[Reader-list] the new normal

Nagraj Adve nagraj.adve at gmail.com
Sat Jul 7 08:13:55 IST 2012

I've rarely heard John Vidal write with the anguish he does at the end of
this piece.

 As the climate changes, extreme weather isn't that extreme any more

With the US heatwave and Europe's rain, records are tumbling. Formerly rare
occurrences are becoming the new normal

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   -  [image: John Vidal] <http://www.guardian.co.uk/profile/johnvidal>
      -  John Vidal <http://www.guardian.co.uk/profile/johnvidal>
      - guardian.co.uk <http://www.guardian.co.uk/>, Wednesday 4 July 2012
      16.21 BST
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 [image: A liquor store advertising ice in Washington DC]
A liquor store advertises ice in Washington DC. Photograph: Brendan
Smialowski/AFP/Getty Images

Britain and northern Europe are dripping their way into what is already
being called a "lost summer". We have had our wettest
June <http://www.guardian.co.uk/uk/2012/jul/02/june-record-wettest-month>and
our coldest spring, and there is no end in sight of the abnormal
weather. But we can take some comfort in the fact that we are not alone.

In the US, 100 million people in 17 states have now had to be warned about
the dangers of one of most intense heatwaves of the last century. Life in
many US cities has become unbearable, with temperatures well over 100F
(38C) lasting for many days now. More than 40,000 temperature records have
already been set in the US this year and freak storms, record rainfall and
giant forest fires have left millions suffering. Many old people will
certainly die in the heatwave and food prices are bound to rise.

But this extreme weather is far more widespread than just northern Europe
or the US. May was the second warmest ever recorded worldwide and the
warmest on record for the northern hemisphere. The link between a warming
atmosphere and individual climatic events is unclear but no one should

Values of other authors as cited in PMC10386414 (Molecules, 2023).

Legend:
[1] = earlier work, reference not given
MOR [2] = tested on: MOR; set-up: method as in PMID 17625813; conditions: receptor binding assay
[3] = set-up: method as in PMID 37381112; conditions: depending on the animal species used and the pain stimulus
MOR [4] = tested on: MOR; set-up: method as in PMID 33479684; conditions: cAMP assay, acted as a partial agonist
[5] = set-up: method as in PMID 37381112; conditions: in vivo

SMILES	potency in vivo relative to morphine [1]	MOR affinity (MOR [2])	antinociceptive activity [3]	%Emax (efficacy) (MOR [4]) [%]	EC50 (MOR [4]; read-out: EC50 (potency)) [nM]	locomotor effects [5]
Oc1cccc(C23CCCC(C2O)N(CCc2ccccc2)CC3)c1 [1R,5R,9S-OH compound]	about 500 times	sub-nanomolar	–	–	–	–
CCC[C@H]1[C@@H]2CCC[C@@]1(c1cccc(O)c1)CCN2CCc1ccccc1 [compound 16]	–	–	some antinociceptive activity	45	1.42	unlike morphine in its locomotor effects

doubt the physical turmoil. In the last few weeks we have seen the Arctic
sea ice melting at a record pace, the Amazon reaching its highest level on
record, massive forest fires in Siberia and the Russian east, temperatures
climbing to a barely imaginable 48C in northern India, and an abnormally
strong monsoon which has so far left many hundreds dead and nearly 7
million people homeless from floods in Assam and southern Bangladesh.

There's always been freak weather, but climatologists increasingly think
these events are becoming less unusual. Instead of taking place every 10 or
20 years, they are happening every two or three. This, they are beginning
to say, is the new normal, a taste of the future as the planet warms.

Last year was the 35th consecutive year since 1976 that the yearly global
temperature was above average. Since 2000 we have had 11 of the 13 warmest
years in 132 years and the patterns of global warming that scientists
warned about – such as more droughts, sudden downpours, more widespread
wildfires, volatile heat, violent storms and more frequent heatwaves – are
all here now. This, say the scientists with increasing conviction, is what
the early stages of global warming looks like.

So how much more extreme weather does it take for governments and
individuals to act, or for the oil companies to withdraw from the Arctic,
or the media to link global warming with the events now being witnessed
around the world? Must the sea boil, the Seine run dry, New York flood and
the London Olympics be consumed by fire before countries are shocked into
taking concerted action? The reality is that even as the world experiences
increasing numbers of weather-related disasters and extreme events, climate
change has dropped off the rich countries' political and media agendas, and
public concern is said to be waning – to the cheers of the sceptics and

This is a most dangerous period. We still have a very good chance of
avoiding the worst of climate change but the collective will to try to do
anything appears to be weakening and confidence in politicians is at rock
bottom. Unless the climate of opinion changes, the present economic storms
may seem as nothing.

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